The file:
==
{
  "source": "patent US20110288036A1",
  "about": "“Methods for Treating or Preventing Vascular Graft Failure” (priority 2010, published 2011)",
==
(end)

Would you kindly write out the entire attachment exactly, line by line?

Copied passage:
{
  "source": "patent US20110288036A1",
  "about": "“Methods for Treating or Preventing Vascular Graft Failure” (priority 2010, published 2011)",